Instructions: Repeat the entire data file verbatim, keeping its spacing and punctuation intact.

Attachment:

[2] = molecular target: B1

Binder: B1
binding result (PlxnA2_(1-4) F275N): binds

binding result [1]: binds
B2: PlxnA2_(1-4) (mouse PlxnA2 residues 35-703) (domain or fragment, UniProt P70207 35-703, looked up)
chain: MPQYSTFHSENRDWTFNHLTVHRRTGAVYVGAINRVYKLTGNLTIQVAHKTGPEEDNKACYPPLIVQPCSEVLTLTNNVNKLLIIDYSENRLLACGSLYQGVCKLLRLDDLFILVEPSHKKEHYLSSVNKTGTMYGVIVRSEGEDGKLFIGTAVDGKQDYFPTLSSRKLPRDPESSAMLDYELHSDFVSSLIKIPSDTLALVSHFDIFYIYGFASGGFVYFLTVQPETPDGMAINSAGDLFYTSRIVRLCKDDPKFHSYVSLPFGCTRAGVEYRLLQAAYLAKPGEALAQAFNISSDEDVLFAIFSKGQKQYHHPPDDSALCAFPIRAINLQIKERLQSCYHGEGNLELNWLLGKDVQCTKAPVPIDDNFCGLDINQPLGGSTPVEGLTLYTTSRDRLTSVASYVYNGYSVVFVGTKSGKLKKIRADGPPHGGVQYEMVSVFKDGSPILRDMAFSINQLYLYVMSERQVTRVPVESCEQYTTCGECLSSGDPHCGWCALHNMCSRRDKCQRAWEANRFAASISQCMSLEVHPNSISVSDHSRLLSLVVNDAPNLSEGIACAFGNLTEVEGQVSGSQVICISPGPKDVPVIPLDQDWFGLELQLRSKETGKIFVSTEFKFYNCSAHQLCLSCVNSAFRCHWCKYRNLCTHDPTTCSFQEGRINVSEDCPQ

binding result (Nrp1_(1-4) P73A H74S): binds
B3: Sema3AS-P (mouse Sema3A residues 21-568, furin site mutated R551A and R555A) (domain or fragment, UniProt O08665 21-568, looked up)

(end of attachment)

[2] = molecular target: B1

Binder: B1
binding result (PlxnA2_(1-4) F275N): binds

binding result [1]: binds
B2: PlxnA2_(1-4) (mouse PlxnA2 residues 35-703) (domain or fragment, UniProt P70207 35-703, looked up)
chain: MPQYSTFHSENRDWTFNHLTVHRRTGAVYVGAINRVYKLTGNLTIQVAHKTGPEEDNKACYPPLIVQPCSEVLTLTNNVNKLLIIDYSENRLLACGSLYQGVCKLLRLDDLFILVEPSHKKEHYLSSVNKTGTMYGVIVRSEGEDGKLFIGTAVDGKQDYFPTLSSRKLPRDPESSAMLDYELHSDFVSSLIKIPSDTLALVSHFDIFYIYGFASGGFVYFLTVQPETPDGMAINSAGDLFYTSRIVRLCKDDPKFHSYVSLPFGCTRAGVEYRLLQAAYLAKPGEALAQAFNISSDEDVLFAIFSKGQKQYHHPPDDSALCAFPIRAINLQIKERLQSCYHGEGNLELNWLLGKDVQCTKAPVPIDDNFCGLDINQPLGGSTPVEGLTLYTTSRDRLTSVASYVYNGYSVVFVGTKSGKLKKIRADGPPHGGVQYEMVSVFKDGSPILRDMAFSINQLYLYVMSERQVTRVPVESCEQYTTCGECLSSGDPHCGWCALHNMCSRRDKCQRAWEANRFAASISQCMSLEVHPNSISVSDHSRLLSLVVNDAPNLSEGIACAFGNLTEVEGQVSGSQVICISPGPKDVPVIPLDQDWFGLELQLRSKETGKIFVSTEFKFYNCSAHQLCLSCVNSAFRCHWCKYRNLCTHDPTTCSFQEGRINVSEDCPQ

binding result (Nrp1_(1-4) P73A H74S): binds
B3: Sema3AS-P (mouse Sema3A residues 21-568, furin site mutated R551A and R555A) (domain or fragment, UniProt O08665 21-568, looked up)